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A new Day at San Mar

Official sees opportunity for growth a girls' home

Official sees opportunity for growth a girls' home

July 27, 2007|By MARLO BARNHART

BOONSBORO - Daniel C. Day said his decision to take the newly created position of director of development at San Mar Children's Home was easy once he met Bruce Anderson.

"Bruce has such an extraordinary vision for San Mar," Day said of the chief operating officer of the home for adolescent girls at 8504 Mapleville Road.

Now that he's on board, Day said he has lots of plans for San Mar, which has been serving children since 1883. Growth is and will be a big part of that planning.

"Currently, we have 42 girls on campus and 26 more in foster care," Day said. "We also do adoptions."

In the past 10 years, two new shelters have been built - the Jack E. Barr therapeutic group home in 1997 and the Dr. Henry F. and Florence Hill Graff Shelter just one year ago.

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"Since the Graff Shelter opened in 2006, we have had 100 girls through that program," Day said. Girls can stay up to 90 days in that shelter while a more permanent living situation is found.

Day said the Barr home provides therapy and treatment for up to eight girls with serious emotional disturbances.

Celebration

On Wednesday, Aug. 1, at 7 p.m. the anniversaries of those two programs will be marked with tours of the facilities, an opportunity to meet the San Mar staff and then light refreshments.

A native of Pennsylvania, Day was in journalism and public relations prior to discovering how much he enjoyed fundraising.

"Before I came here, I was with Volunteers of America in Pennsylvania," Day said, noting that organization is also dedicated to youth.

After graduating from Williamsport (Pa.) High School, Day earned his degree in English and journalism from Mansfield (Pa.) State University.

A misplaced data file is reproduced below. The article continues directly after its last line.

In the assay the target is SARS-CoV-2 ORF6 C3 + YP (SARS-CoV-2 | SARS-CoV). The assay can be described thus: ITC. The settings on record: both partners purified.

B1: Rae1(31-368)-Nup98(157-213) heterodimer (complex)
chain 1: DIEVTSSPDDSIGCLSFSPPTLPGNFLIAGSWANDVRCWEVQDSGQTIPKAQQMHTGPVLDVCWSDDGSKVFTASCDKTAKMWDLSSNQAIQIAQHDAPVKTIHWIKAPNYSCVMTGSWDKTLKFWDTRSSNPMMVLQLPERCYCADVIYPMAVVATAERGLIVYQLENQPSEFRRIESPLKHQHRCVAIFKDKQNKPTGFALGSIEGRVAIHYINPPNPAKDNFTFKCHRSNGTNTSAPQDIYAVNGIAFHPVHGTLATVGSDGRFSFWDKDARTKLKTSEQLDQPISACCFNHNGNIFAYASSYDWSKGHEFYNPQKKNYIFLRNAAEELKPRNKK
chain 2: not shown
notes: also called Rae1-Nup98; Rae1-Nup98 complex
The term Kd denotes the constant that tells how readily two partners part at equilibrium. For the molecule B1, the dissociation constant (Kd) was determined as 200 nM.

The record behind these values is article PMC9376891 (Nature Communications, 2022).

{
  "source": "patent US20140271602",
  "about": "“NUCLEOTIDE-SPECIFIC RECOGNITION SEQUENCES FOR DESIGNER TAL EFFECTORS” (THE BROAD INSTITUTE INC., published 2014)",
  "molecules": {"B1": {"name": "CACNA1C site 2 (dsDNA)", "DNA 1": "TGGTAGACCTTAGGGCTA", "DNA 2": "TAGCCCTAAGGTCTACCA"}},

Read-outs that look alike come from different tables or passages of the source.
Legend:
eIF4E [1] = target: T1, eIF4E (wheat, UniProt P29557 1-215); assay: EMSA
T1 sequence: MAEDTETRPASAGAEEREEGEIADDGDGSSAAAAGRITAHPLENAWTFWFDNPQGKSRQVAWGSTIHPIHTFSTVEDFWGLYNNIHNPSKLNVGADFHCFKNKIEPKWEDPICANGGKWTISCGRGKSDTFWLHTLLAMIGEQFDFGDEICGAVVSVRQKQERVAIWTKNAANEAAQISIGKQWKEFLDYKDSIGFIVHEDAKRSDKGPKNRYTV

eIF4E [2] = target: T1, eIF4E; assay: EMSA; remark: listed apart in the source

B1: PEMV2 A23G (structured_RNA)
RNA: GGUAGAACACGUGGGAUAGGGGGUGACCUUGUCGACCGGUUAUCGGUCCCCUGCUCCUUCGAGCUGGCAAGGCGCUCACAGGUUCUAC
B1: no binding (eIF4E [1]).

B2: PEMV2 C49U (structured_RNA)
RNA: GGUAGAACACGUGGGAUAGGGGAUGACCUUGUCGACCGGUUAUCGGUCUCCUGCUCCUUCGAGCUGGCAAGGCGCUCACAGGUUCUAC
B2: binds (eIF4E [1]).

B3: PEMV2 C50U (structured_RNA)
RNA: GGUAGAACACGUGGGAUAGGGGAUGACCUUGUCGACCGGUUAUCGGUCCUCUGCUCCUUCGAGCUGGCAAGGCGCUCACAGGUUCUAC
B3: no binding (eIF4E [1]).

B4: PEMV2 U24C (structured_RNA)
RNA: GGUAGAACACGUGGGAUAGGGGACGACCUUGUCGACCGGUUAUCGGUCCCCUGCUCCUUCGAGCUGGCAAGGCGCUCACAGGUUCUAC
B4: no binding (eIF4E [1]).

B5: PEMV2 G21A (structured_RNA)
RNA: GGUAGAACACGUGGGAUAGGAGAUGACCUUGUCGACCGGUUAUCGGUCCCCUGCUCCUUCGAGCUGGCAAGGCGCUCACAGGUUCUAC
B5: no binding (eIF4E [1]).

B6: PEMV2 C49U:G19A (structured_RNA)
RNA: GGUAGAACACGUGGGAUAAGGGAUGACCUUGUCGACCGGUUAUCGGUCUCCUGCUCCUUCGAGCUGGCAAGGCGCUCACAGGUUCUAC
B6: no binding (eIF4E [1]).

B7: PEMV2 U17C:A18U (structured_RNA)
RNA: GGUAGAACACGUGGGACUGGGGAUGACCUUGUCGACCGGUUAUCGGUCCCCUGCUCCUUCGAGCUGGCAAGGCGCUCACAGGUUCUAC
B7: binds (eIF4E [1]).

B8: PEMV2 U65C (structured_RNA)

Day's wife, Norma Jean, has been a nurse at Washington County Hospital for more than 16 years. He has two children, Matthew and Kendra Day, both teachers, and two stepsons, Joshua and Josiah Furry, both students.

In addition to his other reasons for coming to San Mar, Day was also looking to cut his 70-minute daily interstate commute to Harrisburg, Pa., from his home in Orrtanna, Pa., near Gettysburg, Pa.

But mostly it is the vision. "This is a very good cause to work for," Day said. The girls at San Mar often seem normal on the outside but they have suffered such trauma in their young lives, he said.

Day credited the staff and volunteers from Anderson on down for having such empathy for these girls.

"Right now we are raising money to send nine girls and three staff members to Colorado this summer," Day said. "We already have $12,000 toward the $18,000 we need."

Last year, 10 girls and three staff members spent eight days at an adventure camp in the Rockies that Anderson learned of when he was on a bicycle trip there the year before.

"One girl who went last year said she hurt, she stunk and didn't think she could make it," Day said. But that girl did make it and she said she learned she could do anything from that experience.

It's just that kind of spirit that makes Day confident he made the right decision to come to San Mar.

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